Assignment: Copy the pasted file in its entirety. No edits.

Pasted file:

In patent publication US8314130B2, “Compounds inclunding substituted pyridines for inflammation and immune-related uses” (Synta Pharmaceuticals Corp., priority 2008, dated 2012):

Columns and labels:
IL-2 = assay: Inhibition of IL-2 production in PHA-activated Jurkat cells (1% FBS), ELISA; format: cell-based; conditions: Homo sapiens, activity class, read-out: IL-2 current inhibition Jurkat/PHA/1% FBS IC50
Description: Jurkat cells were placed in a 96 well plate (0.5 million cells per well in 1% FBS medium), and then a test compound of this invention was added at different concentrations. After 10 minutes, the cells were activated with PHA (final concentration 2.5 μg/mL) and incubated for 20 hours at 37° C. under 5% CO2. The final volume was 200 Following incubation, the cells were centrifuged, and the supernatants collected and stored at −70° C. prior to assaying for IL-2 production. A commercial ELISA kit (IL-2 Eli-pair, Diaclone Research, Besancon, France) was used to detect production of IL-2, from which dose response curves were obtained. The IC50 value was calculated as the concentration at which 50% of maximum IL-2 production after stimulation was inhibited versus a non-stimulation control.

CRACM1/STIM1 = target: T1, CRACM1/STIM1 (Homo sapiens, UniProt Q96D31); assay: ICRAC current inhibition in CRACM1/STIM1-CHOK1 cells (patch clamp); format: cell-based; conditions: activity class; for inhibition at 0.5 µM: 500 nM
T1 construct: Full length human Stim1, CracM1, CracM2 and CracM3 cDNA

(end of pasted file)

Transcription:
In patent publication US8314130B2, “Compounds inclunding substituted pyridines for inflammation and immune-related uses” (Synta Pharmaceuticals Corp., priority 2008, dated 2012):

Columns and labels:
IL-2 = assay: Inhibition of IL-2 production in PHA-activated Jurkat cells (1% FBS), ELISA; format: cell-based; conditions: Homo sapiens, activity class, read-out: IL-2 current inhibition Jurkat/PHA/1% FBS IC50
Description: Jurkat cells were placed in a 96 well plate (0.5 million cells per well in 1% FBS medium), and then a test compound of this invention was added at different concentrations. After 10 minutes, the cells were activated with PHA (final concentration 2.5 μg/mL) and incubated for 20 hours at 37° C. under 5% CO2. The final volume was 200 Following incubation, the cells were centrifuged, and the supernatants collected and stored at −70° C. prior to assaying for IL-2 production. A commercial ELISA kit (IL-2 Eli-pair, Diaclone Research, Besancon, France) was used to detect production of IL-2, from which dose response curves were obtained. The IC50 value was calculated as the concentration at which 50% of maximum IL-2 production after stimulation was inhibited versus a non-stimulation control.

CRACM1/STIM1 = target: T1, CRACM1/STIM1 (Homo sapiens, UniProt Q96D31); assay: ICRAC current inhibition in CRACM1/STIM1-CHOK1 cells (patch clamp); format: cell-based; conditions: activity class; for inhibition at 0.5 µM: 500 nM
T1 construct: Full length human Stim1, CracM1, CracM2 and CracM3 cDNA